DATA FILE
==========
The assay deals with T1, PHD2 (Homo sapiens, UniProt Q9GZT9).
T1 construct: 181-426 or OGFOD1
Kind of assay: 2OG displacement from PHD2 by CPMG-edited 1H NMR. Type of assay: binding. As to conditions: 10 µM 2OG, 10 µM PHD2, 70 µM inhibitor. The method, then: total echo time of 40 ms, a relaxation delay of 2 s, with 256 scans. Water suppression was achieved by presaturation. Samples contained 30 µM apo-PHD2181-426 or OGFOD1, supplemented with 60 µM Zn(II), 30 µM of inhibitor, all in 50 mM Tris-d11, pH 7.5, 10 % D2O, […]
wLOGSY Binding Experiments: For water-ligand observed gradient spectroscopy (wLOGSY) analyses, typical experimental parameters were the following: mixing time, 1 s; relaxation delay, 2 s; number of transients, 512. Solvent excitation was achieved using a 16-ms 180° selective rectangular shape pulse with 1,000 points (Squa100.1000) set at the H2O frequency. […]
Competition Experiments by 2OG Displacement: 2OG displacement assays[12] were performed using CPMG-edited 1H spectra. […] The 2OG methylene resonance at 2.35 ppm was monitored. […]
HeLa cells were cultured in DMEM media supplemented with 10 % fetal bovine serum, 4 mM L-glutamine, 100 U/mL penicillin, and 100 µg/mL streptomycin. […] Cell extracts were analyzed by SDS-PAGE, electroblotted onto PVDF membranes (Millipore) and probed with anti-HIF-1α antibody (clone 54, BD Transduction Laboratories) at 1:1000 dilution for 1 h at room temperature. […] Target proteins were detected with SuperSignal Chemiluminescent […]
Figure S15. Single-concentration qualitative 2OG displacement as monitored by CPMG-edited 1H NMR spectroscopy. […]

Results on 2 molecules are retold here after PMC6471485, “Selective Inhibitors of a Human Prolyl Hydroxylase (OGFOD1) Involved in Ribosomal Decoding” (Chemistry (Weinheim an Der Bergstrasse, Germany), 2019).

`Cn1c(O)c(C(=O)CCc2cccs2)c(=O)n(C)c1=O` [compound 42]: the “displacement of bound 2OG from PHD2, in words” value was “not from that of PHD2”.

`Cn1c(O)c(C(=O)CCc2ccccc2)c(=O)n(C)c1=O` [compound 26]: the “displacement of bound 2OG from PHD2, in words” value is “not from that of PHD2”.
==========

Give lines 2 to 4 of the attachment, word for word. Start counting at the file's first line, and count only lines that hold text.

T1 construct: 181-426 or OGFOD1
Kind of assay: 2OG displacement from PHD2 by CPMG-edited 1H NMR. Type of assay: binding. As to conditions: 10 µM 2OG, 10 µM PHD2, 70 µM inhibitor. The method, then: total echo time of 40 ms, a relaxation delay of 2 s, with 256 scans. Water suppression was achieved by presaturation. Samples contained 30 µM apo-PHD2181-426 or OGFOD1, supplemented with 60 µM Zn(II), 30 µM of inhibitor, all in 50 mM Tris-d11, pH 7.5, 10 % D2O, […]
wLOGSY Binding Experiments: For water-ligand observed gradient spectroscopy (wLOGSY) analyses, typical experimental parameters were the following: mixing time, 1 s; relaxation delay, 2 s; number of transients, 512. Solvent excitation was achieved using a 16-ms 180° selective rectangular shape pulse with 1,000 points (Squa100.1000) set at the H2O frequency. […]